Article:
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Books for Booklovers
By David Pitt

Paging all booklovers! (Get it? Paging? Books?) Here are some ... books for booklovers. Among the Gently Mad (Henry Holt, hardcover), by Nicholas A. Basbanes, is a history of bibliomania (a word, coined in 1750 by the fourth Earl of Chesterfield, used to describe the hobby of book collecting) and a deeply revealing look at collectors: their obsessions, their passions, their collecting styles. We're introduced to a few of history's great book hunters, and we meet some of today's most avid collectors. The novice collector will positively salivate for a book like this, with its wealth of collecting tips and tricks. Absolutely wonderful.

So, too, is Nicholson Baker's Double Fold: Libraries and the Assault on Paper (Vintage, paperback), a heartfelt condemnation of the way libraries -- those institutions charged with the preservation of the written word -- destroy historic old newspapers, books, and magazines by the truckload, replacing them with shoddy microfilm copies. Entire runs of newspapers have been destroyed, converted to microfilm; the actual newspapers are gone forever. Destruction in the name of preservation is a disastrous notion, as Baker thoroughly demonstrates in this extremely passionate appeal for restraint -- restraint, before there's nothing left.

On a similar theme, take a peek at The Care and Feeding of Books Old and New: A Simple Repair Manual for Book Lovers (Thomas Dunne, hardcover), by Margot Rosenberg and Bern Marcowitz. As the authors point out, most advice on taking care of books is aimed at professionals; it's about time somebody wrote a book for the amateur, for someone like me, someone who loves his small collection of old books and wants to protect them from mishap. Here are tips on using common household cleaning products; ways of repairing a torn or ragged dust jacket; and suchlike. For a bibliophile, an indispensable book, and a most welcome gift.

Here's an interesting book: Anthony Arthur's Literary Feuds (Thomas Dunne, hardcover), a compendium of notable quarrels between some famous writers. People like Ernest Hemingway and Gertrude Stein, who were quite chummy until a parody in a short novel, and (later) some unkind remarks came between them. People like Gore Vidal and Truman Capote, two young writers whose difference of opinion about a prominent American political family led to a bitter and rather ludicrous acrimony. A fascinating book, a veritable feast of ego and pettiness and self-obsession.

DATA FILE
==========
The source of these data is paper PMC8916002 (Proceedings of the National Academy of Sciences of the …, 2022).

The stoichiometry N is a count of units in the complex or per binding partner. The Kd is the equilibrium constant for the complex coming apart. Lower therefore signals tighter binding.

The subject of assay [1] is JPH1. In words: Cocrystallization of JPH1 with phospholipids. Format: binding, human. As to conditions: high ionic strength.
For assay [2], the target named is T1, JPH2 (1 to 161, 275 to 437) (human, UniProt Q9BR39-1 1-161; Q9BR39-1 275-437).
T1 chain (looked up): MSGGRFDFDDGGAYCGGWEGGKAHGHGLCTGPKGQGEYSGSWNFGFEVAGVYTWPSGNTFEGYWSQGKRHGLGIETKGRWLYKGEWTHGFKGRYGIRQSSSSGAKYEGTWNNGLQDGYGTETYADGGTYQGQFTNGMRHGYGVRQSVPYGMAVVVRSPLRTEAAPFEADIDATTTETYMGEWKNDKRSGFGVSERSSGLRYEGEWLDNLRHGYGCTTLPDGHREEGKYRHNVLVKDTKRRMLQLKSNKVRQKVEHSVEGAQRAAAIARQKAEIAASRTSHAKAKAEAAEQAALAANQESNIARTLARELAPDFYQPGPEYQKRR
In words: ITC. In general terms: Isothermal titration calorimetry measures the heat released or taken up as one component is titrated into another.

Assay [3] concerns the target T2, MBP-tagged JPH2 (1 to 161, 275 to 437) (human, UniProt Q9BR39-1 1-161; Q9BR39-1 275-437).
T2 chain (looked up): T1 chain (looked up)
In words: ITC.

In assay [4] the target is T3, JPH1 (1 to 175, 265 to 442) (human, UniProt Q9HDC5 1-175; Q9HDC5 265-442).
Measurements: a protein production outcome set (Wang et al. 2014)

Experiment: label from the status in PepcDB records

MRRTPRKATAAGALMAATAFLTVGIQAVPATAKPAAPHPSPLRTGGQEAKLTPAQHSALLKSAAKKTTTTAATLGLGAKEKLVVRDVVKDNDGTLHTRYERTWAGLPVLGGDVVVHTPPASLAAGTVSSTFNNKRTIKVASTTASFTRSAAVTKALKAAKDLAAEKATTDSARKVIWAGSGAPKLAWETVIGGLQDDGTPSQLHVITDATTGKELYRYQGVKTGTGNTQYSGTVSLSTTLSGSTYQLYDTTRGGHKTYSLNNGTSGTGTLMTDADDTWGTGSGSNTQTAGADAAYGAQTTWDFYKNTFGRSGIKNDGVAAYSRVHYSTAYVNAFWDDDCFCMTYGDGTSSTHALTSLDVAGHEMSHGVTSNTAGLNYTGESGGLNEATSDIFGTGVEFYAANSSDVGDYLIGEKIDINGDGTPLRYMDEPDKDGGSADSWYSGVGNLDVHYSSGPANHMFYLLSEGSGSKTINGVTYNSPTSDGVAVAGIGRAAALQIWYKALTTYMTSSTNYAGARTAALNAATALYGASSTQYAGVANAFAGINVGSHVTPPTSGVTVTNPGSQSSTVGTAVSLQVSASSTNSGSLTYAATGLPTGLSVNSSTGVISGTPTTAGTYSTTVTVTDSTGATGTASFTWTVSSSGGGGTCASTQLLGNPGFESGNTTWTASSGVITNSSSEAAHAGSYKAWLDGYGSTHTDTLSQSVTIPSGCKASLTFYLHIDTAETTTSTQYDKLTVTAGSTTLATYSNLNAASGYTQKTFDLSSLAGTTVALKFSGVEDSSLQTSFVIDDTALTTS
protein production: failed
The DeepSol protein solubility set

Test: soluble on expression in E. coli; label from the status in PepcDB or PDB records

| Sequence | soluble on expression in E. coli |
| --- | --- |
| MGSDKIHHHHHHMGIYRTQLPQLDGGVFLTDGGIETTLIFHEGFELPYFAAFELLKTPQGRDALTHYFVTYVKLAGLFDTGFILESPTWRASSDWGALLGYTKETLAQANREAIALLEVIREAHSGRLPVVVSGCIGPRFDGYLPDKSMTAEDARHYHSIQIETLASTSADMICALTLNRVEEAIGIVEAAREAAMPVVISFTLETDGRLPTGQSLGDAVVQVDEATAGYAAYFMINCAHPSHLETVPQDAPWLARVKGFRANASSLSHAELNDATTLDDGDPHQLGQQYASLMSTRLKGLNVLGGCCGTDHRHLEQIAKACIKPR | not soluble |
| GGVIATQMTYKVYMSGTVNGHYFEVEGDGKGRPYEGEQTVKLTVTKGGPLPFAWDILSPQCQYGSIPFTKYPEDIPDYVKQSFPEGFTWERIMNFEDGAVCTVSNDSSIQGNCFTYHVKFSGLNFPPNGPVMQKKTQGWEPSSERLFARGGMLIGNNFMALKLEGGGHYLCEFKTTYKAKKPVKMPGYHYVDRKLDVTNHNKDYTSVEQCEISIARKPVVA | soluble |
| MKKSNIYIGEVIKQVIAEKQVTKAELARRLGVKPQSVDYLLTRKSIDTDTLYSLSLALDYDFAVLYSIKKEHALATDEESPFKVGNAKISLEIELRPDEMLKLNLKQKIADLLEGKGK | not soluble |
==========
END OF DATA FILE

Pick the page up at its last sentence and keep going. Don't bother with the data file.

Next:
If someone on your list is a devoted book-review reader (bless him, or her), give 'em The Collection: Journalism, Reviews, Essays, Short Stories, Lectures (Vintage, paperback), a vibrant anthology of Peter Ackroyd's short works. Ackroyd, best known these days as the author of big books like London: The Biography and Albion (reviewed elsewhere in this holiday-reading extravaganza), started out, in the early seventies, as a poet; he segued a couple of years later into magazine-writing, settling in at the Spectator as the magazine's literary editor (he continued writing poetry, too). In the early eighties he left the Spectator and began writing reviews and articles for the Times of London and the Sunday Times. This wonderful anthology reprints many of his Spectator and Times pieces, as well as several miscellaneous bits and pieces and three short stories.

Also wonderful is How To Be Alone, an essay collection by Jonathan Franzen. Before his third novel The Corrections took the book-buying world by storm, Franzen was perhaps better known as a journalist, contributing long essays to such publications as The New Yorker, Harper's and Details. How To Be Alone collects fourteen essays, written between 1994 and 2001. The subjects are widely varied -- his father's battle with Alzheimer's, privacy, the postal service -- and the book includes his notorious 1996 rumination on the fate of the American novel, first published under the title Perchance to Dream but now universally known simply as 'the Harper s Essay.' It alone is worth the price of admission, and your favorite bibliophile will be thrilled to find this book under the tree.

Editor's Note: This is one of a series of articles on books, on a variety of subjects, as holiday gifts. Find more suggestions in our Columns.
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